Narcan: The Opioid Reversal Drug that Saves Lives

Narcan, the brand name for naloxone, is a life-saving medication that quickly reverses the dangerous effects of an opioid overdose, such as difficulty breathing. Healthcare professionals and bystanders alike can administer Narcan, which is available in user-friendly forms like nasal spray. Now, pharmacies in the United States can sell it without a prescription. This shows its importance in public health efforts to combat the opioid crisis.

What Is Narcan?

Narcan is a brand of naloxone, a drug the Food and Drug Administration (FDA) approves to treat overdoses from opioids.

Narcan nasal spray helps stop an overdose by blocking its effects. It can be given as a shot, but the nasal spray is used more often because it’s fast and easy to use.

What Does Narcan Do?

In the United States, naloxone is typically available for purchase at numerous pharmacies without a prescription. Most insurance plans cover it, which frequently doesn’t require a prescription. However, in specific locales, obtaining medication may require authorization. It is prudent to consult your physician or apothecary to ascertain whether such a mandate applies.

You can get a free download form from the Narcan website to ask for it at your pharmacy. They also often offer discount vouchers if your insurance doesn’t pay for them.

Anyone who can save lives should be able to get a Narcan prescription. This includes people like paramedics, doctors, social workers, and loved ones of those struggling with drug addiction. Often, doctors will also prescribe naloxone alongside opioid painkillers as a preventive measure.

Harm reduction centers and community programs can help you get Narcan and teach you how to use naloxone properly.

how to administer narcan

How to Administer Narcan

Narcan Nasal Spray is used like any typical nasal spray. Here are the steps:

  • Take the nasal spray out of the naloxone kit
  • Insert the nozzle tip into one nostril until your fingers make contact with the nose
  • Press the plunger with force to administer the Narcan dosage
  • Remove the Narcan Nasal Spray from the nostril after the dose has been administered

In some cases, reversing an overdose might require multiple doses of Narcan. If multiple doses are needed, you should alternate nostrils for each administration.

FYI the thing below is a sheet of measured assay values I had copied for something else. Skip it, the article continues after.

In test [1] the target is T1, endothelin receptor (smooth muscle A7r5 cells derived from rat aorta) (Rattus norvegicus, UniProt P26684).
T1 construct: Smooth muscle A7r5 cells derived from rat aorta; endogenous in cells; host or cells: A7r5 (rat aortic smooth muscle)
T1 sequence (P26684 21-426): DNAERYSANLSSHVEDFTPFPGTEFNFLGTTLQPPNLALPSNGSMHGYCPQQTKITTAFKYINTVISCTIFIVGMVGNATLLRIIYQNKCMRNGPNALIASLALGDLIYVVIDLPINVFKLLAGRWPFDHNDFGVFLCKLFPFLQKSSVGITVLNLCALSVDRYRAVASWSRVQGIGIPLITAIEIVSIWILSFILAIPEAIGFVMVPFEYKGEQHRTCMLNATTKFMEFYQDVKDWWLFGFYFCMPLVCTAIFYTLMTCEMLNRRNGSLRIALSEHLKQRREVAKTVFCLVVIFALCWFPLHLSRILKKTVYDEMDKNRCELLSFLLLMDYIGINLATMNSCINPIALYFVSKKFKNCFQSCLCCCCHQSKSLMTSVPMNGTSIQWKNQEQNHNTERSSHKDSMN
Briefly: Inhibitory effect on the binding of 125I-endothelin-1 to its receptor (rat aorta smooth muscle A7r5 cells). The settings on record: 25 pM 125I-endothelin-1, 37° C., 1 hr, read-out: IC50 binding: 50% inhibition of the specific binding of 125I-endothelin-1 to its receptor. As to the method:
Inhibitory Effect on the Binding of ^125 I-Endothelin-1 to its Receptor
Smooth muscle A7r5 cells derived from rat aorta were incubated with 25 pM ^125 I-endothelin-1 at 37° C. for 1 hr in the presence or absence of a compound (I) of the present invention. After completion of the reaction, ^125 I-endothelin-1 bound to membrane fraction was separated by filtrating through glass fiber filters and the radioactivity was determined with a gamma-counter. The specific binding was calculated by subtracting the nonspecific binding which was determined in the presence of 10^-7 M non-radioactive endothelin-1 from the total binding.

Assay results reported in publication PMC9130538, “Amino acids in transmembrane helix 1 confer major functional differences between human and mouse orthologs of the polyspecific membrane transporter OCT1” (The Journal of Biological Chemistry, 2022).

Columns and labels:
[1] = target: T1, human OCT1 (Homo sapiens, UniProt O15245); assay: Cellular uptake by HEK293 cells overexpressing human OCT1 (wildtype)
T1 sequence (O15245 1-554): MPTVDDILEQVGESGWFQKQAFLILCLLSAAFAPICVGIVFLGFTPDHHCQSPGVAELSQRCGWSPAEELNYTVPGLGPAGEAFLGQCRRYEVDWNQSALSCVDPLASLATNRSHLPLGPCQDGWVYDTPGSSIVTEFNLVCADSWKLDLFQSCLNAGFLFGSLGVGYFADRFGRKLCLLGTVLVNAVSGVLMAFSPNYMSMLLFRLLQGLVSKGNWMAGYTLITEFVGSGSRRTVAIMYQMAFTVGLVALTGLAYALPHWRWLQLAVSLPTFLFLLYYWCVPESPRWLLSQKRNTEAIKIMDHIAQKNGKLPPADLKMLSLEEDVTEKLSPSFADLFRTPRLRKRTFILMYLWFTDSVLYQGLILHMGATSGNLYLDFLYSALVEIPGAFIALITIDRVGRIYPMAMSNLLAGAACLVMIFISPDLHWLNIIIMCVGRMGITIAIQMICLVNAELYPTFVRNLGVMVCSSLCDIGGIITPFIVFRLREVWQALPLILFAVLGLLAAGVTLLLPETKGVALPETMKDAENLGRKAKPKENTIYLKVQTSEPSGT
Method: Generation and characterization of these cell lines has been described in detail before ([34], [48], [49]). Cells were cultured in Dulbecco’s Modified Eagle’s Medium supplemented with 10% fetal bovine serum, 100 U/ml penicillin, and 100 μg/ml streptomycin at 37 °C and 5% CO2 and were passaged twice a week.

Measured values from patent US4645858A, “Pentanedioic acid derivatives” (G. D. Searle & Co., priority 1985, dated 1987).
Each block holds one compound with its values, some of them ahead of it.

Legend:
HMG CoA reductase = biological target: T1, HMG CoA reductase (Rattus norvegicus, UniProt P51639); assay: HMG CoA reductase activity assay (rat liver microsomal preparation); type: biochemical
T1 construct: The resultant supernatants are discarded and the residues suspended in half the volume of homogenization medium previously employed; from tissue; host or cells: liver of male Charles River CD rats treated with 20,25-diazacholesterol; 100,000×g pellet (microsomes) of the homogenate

As an injectable, naloxone is available in a premeasured autoinjector device, similar to an epi-pen. To use it, you hold the device against the thigh and press the plunger to administer the medication.

If someone is overdosing, call 911 immediately and continue to administer naloxone if additional doses are available. Keep giving doses until the person becomes responsive or until emergency help arrives.

How Narcan Works

Naloxone works by counteracting the impact of opioids.

Opioid receptors are dispersed across the brain and central nervous system, where opioids attach and generate a euphoric effect, which could result in an overdose. Narcan, an opioid adversary, functions by ousting the opioids from these receptors and substituting them, thus preventing the consequences of an overdose.

The National Institute on Drug Abuse (NIDA) states that naloxone stays effective in the body for a duration of 30 to 90 minutes. Nonetheless, certain opioids, especially in large quantities, can linger in the body for a more extended period. Hence, it is vital to promptly seek subsequent medical care after giving Narcan, even if the person seems alert, to avert a possible re-overdose.

Can Drugs Is Narcan Used For?

Naloxone is distinctly effective in reversing opioid overdoses. If you think someone has taken drugs or overdosed on opioids, it’s a good idea to give them Narcan.

Narcan can reverse the effects of opioids in a person’s system, but it won’t work on other substances. Helping someone breathe again and allowing emergency services to assist in a critical situation is important.

Narcan Side Effects

Side effects of Narcan are rare and typically mild. Some people might have an allergic reaction, leading to discomfort. The dangers of overdosing always outweigh the potential for an allergic response.